Letchworth State Park receives hundreds of thousands of visitors each year from around the globe. Known as the “Grand Canyon of the East”, the gorge was naturally created by the north-flowing Genesee River. The formation is easily one of the most beautiful natural sites in New York. But, that same gorge once caused regular flooding in the city of Rochester, some 30 miles to the north. The views at Letchworth are as about picturesque as you can get, but the man-made Mt. Morris Dam in Letchworth is nearly as magnificent. The colossal concrete spillway keeps its neighbors to the north from having to pump itself out of regular floods.
And, you can take a dam tour for free!
Flooding in Rochester
Between 1865 and 1950, every seven years or so the mighty Genesee River would deliver water levels that became overwhelming for Rochester. Since the river cuts directly through the city center, there were some years when flooding devastated the surrounding blocks. Efforts were made in downtown to control the heavy flows of water, but the channel still regularly had problems after spring thaws.
In March 1913, after a major snow had melted, much of the northeast waterways in the United States swelled. The monumental flood inspired a bunch of programs across the state, including the man-made Great Sacandaga Lake at the foot of the Adirondacks. Here in Rochester, the high water levels caused immeasurable damage in the blocks around the Genesee. As you can see from this photo of Front Street, even the famous Zweigle’s had trouble!
Army Corps of Engineers to the Rescue
In December 1944, President Franklin D. Roosevelt signed a bill created by Congress called the Flood Control Act. It was a country wide effort that gave birth to a series of dams and river basin projects. Part of the Flood Control Act of 1944 earmarked $25 million dollars to build a dam in Letchworth on the Genesee River. Ultimately, this new dam would keep Rochester from being under water every few years.
The Buffalo office of the United States Army Corps of Engineers (USACE) was charged with building what would soon be known as the Mt. Morris Dam in Letchworth. After careful planning and research, they started the project in 1948.
Once completed in 1952, the monument was the largest concrete dam east of the Mississippi River. It stands 245 feet tall, and stretches 1,028 feet across the gorge. To achieve that, they lowered 750,000 cubic feet of concrete in huge buckets to build 11 individual monoliths containing nine gates that let water through. A six-story tower allows engineers and staff to maintain the structure, but even today the U.S. Army Corps office in Buffalo is watching from afar.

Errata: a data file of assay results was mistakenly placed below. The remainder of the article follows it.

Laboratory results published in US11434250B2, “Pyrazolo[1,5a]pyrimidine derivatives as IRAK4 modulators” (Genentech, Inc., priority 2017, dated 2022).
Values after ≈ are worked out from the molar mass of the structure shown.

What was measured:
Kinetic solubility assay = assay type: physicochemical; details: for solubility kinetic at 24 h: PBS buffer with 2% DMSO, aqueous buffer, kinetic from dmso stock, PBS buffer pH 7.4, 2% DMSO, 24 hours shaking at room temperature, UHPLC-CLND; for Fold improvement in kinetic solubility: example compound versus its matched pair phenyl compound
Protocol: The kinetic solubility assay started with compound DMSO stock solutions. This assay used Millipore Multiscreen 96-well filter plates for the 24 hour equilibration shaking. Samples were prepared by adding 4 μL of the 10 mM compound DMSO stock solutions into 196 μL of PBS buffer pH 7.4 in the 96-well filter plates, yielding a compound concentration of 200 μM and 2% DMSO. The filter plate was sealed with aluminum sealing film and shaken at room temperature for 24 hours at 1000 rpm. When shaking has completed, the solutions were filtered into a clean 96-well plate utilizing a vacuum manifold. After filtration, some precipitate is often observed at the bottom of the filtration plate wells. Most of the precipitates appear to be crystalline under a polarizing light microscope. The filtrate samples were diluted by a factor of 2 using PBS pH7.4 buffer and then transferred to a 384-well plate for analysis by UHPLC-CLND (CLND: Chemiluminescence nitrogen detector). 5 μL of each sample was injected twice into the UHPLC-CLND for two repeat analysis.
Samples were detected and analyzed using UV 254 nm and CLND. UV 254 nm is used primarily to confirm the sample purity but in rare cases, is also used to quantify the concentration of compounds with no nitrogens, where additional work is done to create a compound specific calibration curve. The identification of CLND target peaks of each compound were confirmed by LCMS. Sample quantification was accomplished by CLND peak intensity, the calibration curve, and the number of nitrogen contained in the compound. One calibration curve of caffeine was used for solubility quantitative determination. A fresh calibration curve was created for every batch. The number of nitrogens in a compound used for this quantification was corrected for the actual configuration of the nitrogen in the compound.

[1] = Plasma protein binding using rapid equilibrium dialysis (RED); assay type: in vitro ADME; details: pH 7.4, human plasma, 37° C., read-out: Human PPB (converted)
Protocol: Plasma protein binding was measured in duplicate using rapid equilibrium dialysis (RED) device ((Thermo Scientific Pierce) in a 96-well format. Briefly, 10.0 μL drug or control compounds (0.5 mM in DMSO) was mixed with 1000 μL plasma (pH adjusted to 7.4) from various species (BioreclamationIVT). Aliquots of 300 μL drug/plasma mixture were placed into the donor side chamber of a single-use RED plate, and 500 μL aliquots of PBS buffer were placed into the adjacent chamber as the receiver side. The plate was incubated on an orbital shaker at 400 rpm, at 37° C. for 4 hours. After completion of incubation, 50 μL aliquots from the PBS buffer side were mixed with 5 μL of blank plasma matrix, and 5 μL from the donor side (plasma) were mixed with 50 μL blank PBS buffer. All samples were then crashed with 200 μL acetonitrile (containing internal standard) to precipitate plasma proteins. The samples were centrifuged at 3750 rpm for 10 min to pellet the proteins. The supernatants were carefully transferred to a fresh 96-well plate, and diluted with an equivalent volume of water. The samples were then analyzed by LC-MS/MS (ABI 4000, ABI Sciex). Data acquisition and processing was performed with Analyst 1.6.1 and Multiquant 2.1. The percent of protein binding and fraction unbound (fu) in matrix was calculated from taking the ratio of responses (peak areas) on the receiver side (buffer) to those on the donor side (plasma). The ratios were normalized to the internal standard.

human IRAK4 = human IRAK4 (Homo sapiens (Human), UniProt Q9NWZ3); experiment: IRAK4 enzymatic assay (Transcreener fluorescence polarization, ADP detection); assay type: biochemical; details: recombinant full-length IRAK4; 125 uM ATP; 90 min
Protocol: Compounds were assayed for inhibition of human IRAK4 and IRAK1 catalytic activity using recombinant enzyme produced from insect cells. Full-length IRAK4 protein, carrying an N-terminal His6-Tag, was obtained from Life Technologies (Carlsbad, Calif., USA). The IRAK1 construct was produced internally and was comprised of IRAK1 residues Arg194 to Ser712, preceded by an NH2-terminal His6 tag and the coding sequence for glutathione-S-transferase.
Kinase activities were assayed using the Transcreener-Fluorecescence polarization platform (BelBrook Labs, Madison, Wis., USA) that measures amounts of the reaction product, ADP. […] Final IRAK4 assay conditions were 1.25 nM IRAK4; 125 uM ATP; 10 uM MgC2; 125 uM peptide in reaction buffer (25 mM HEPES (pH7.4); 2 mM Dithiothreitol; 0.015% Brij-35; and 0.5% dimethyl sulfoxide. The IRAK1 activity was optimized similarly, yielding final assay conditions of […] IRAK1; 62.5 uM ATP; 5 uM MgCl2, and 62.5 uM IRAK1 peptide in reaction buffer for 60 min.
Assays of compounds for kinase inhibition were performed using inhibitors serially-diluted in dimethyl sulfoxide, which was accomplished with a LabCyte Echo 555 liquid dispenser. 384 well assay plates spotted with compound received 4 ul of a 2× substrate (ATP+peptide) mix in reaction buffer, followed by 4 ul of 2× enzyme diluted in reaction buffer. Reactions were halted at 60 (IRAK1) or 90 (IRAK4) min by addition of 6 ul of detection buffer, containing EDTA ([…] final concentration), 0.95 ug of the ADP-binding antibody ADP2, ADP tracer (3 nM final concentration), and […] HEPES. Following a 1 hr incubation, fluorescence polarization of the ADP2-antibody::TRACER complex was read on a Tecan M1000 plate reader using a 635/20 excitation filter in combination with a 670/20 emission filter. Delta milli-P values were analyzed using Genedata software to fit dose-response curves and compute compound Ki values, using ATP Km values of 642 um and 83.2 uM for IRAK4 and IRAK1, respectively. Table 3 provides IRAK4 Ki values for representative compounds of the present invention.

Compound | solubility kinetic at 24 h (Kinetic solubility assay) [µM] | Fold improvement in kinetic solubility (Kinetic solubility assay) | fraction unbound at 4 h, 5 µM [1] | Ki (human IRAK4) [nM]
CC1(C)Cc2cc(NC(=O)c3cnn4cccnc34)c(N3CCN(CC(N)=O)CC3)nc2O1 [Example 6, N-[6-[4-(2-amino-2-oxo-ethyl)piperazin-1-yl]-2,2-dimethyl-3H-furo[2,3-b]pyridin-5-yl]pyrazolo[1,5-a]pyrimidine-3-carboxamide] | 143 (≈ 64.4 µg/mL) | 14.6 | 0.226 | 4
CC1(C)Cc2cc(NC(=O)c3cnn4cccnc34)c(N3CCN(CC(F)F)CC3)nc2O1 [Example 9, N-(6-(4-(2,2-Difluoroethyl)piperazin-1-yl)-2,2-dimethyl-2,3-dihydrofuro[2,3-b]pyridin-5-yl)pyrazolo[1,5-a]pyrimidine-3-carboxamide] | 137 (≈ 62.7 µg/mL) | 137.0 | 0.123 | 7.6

Leaving Us Low and Dry
Since the Mt. Morris Dam was completed in 1952, the USACE estimates that a total of $1 billion worth of damage has been prevented. Much of that was saved just in the year 1972, when Hurricane Agnes ravaged the country after moving north from its origin in the Yucatan Penninsula. Even though Agnes didn’t technically hit New York, the waters it left definitely did.
That year the Genesee River reached heights that is only expected every 300 years. Had the Mt. Morris Dam not been completed just a couple decades before, it’s believed that $210 million in damage would’ve been caused in Rochester. While we’ve certainly had damages in the region because of flooding, it would be way, way worse if they hadn’t spent $25 million to build this dam in Letchworth.
For a bunch of great photos from that year at the dam, checkout the Flood of ’72 page on Letchworth Park History.
It’s Dam Big
Today, you can visit and get a fantastic view of the gorge and the entire structure. But, for those really wanting an experience, they offer free walking tours right inside the dam a few times a week!
Just south of the village of Mt. Morris, you’ll find a couple access roads to the William B. Hoyt II Visitor Center in the Mt. Morris Dam and Recreation Area. The Visitor Center has some great historical exhibits with panels and photos from previous floods. There’s also a short video to watch, which is really informative.
You can register at the Visitor Center to join a free walking tour that descends down inside the dam. A USACE civilian guide leads tours to the top of the dam looking out over the river.
Then, the group goes inside and takes an elevator to a passageway and you get to walk around a bit inside. Photos are not allowed inside the dam, so I can’t really show you what to expect. But, try to imagine walking through a dimly lit cavernous tunnel surrounded by tons and tons of smoothed concrete. Occasionally you pass some gadgetry, but for the most part, it’s just smooth, concrete tunnels.
One of those tunnels leads to a small deck at the bottom of the dam just above the river. Tours go out on the deck, and visitors are allowed to look around and get a sense for truly how gargantuan the dam itself is.
Take a Dam Tour
You may have visited Letchworth State Park before, and maybe you’ve even visited the Mt. Morris Dam and Recreation Area before, but if you haven’t ever gone inside the dam itself, I strongly recommend taking a tour! To find times and visiting information, checkout the William B. Hoyt II Visitor Center website for more information.